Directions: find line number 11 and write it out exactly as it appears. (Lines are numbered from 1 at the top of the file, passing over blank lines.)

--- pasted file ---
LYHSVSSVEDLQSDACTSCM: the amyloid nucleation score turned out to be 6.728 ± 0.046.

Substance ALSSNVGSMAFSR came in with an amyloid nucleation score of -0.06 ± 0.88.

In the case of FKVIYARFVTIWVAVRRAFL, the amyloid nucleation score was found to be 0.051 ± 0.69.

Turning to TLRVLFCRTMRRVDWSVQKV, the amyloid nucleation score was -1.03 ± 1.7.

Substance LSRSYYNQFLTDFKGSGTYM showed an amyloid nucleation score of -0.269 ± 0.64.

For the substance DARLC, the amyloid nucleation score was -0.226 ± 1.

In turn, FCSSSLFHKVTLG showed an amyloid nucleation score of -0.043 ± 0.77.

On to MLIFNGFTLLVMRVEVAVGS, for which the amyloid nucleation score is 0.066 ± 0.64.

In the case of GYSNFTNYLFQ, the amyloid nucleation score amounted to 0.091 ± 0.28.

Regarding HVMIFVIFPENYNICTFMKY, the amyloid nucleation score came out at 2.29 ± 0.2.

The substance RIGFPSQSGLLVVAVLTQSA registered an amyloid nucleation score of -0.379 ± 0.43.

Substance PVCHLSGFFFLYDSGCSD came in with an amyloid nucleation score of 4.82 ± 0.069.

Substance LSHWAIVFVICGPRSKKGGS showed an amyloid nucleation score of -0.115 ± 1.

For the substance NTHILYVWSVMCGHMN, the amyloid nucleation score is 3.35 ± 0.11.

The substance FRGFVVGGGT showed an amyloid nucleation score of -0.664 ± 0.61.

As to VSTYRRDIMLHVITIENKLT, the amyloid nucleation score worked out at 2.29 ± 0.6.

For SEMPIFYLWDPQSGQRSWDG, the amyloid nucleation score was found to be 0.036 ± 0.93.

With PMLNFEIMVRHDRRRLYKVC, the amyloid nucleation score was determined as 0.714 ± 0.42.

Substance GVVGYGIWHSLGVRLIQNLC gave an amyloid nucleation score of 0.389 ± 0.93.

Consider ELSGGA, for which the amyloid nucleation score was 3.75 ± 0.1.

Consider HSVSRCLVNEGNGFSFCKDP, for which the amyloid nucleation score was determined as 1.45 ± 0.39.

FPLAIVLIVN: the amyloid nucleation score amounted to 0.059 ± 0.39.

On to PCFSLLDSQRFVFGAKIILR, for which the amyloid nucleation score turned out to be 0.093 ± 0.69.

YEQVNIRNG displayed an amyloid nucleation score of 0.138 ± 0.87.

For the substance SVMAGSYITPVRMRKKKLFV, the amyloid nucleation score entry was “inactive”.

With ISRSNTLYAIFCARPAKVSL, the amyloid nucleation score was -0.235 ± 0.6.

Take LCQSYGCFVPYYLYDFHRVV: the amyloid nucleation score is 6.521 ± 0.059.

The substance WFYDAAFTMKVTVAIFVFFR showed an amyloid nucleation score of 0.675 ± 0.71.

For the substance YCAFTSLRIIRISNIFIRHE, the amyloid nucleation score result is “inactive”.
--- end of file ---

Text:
The substance RIGFPSQSGLLVVAVLTQSA registered an amyloid nucleation score of -0.379 ± 0.43.